2.8.3. UPLC Analysis

For the quantitative analysis of SF, an Acquity™ Ultra Performance LC systems (Waters Corporation, Milford, MA, USA) managed by Acquity console software (Waters Corporation, Milford, MA, USA) was used according to the method established by Cai et al. [11]. The SF separation was carried out on a 2.1 × 50 mm, Acquity BEH C18 column using 0.1% formic acid in Milli-Q water as eluent A and 0.1% formic acid in acetonitrile as eluent B. A gradient flow program started with 10% eluent B for the first 2 min, increasing to 20% eluent B over the next 3 min, and then decreasing to 10% of eluent B over the subsequent 5 min. A flow rate of 0.350 mL/min was used for an injection volume of 5 µL at a constant column temperature of 30 °C. Quantification was achieved using a calibration curve prepared with SF standard (DL–sulforaphane, Sigma-Aldrich, St. Louis, MO, USA), and results were expressed as µmol/kg DW of broccoli.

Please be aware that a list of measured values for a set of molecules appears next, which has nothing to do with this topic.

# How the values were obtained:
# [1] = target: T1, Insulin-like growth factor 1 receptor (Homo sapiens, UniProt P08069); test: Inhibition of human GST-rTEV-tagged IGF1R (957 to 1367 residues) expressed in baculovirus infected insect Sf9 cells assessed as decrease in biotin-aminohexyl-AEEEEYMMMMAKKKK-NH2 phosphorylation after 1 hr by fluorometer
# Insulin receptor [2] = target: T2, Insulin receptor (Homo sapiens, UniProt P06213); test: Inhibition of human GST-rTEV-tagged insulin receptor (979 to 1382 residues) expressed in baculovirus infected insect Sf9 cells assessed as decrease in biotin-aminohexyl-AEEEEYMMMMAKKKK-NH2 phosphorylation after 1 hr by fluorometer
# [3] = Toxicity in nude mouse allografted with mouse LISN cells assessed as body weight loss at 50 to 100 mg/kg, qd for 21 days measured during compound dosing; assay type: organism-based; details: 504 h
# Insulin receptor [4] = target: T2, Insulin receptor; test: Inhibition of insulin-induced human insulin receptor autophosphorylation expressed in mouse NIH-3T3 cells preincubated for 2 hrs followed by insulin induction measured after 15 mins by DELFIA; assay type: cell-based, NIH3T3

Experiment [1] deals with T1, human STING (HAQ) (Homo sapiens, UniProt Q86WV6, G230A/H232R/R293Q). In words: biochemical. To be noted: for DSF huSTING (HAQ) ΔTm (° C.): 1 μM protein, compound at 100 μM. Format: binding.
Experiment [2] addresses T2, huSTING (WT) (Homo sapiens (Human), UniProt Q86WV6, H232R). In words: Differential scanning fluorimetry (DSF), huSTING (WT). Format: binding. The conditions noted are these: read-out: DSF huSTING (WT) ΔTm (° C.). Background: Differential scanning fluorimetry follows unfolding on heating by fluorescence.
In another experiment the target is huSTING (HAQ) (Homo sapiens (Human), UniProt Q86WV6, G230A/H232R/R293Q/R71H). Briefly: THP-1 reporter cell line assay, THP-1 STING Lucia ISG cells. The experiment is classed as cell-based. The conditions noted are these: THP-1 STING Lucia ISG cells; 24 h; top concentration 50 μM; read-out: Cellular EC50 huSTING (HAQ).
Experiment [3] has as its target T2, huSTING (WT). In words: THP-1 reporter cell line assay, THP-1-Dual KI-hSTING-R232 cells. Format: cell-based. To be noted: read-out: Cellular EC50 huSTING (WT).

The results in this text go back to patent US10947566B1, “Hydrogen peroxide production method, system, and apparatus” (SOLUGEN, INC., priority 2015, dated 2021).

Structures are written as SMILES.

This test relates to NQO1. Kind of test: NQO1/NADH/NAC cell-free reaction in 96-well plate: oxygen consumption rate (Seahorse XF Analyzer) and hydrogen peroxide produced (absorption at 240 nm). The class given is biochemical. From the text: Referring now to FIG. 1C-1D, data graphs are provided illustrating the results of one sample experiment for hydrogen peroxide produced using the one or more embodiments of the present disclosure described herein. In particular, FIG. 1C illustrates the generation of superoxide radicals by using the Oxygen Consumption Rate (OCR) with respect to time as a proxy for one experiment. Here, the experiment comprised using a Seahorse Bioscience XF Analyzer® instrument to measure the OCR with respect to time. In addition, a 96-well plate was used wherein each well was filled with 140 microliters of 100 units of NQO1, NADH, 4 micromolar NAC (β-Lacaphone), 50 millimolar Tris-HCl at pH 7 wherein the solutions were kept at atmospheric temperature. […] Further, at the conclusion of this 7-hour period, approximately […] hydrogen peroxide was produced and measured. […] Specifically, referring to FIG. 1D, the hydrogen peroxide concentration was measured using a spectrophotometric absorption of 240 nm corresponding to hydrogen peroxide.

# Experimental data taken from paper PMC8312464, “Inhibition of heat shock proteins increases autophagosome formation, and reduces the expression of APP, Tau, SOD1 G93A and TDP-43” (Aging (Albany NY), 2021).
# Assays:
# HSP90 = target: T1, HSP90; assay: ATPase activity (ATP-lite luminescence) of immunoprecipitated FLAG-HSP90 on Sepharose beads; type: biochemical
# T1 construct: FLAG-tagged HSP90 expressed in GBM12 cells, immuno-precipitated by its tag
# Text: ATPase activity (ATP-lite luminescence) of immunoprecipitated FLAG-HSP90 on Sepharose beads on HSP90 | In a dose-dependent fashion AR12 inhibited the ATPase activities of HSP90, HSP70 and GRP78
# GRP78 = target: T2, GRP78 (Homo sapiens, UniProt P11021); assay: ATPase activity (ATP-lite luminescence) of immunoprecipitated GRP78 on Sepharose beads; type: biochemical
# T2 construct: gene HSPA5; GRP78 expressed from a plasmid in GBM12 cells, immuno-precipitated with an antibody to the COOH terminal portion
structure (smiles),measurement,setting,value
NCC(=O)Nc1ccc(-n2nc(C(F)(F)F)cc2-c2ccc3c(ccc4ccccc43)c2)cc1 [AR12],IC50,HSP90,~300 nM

2.9. Total Phenolic Content

The total phenolic contents (TPC) were estimated using the Folin–Ciocalteau method as described by Singleton and Rossi [16] with some modifications. In brief, the frozen samples were freeze-dried, and 50 mg of freeze-dried samples were suspended in 10 mL of acidified (1% HCl) methanol/water (70:30, v/v), followed by sonication for 8 min. The suspension was shaken overnight (≈18 h) at 4 °C in a flask shaker, and was centrifuged at 25,000× g for 10 min at 4 °C. The supernatants were collected, and the precipitates were re-extracted using the same solvent. The supernatants from the two extractions were pooled together and were then filtered through a 0.2 μm filter. A total of 100 µL of each filtrate was mixed well with 500 µL of 0.2 N Folin–Ciocalteu reagent, and after 3 min incubation at room temperature, 400 µL of sodium carbonate solution (7.5% w/v in Milli-Q water) was added and vortexed for 15 s. The resultant mixture was incubated at 37 °C for 60 min, and thereafter its absorbance was measured at 765 nm. The TPC was calculated using a calibration curve developed using gallic acid standard, and the results were expressed as milligrams gallic acid equivalent (GAE) per gram dry weight (mg GAE/g DW).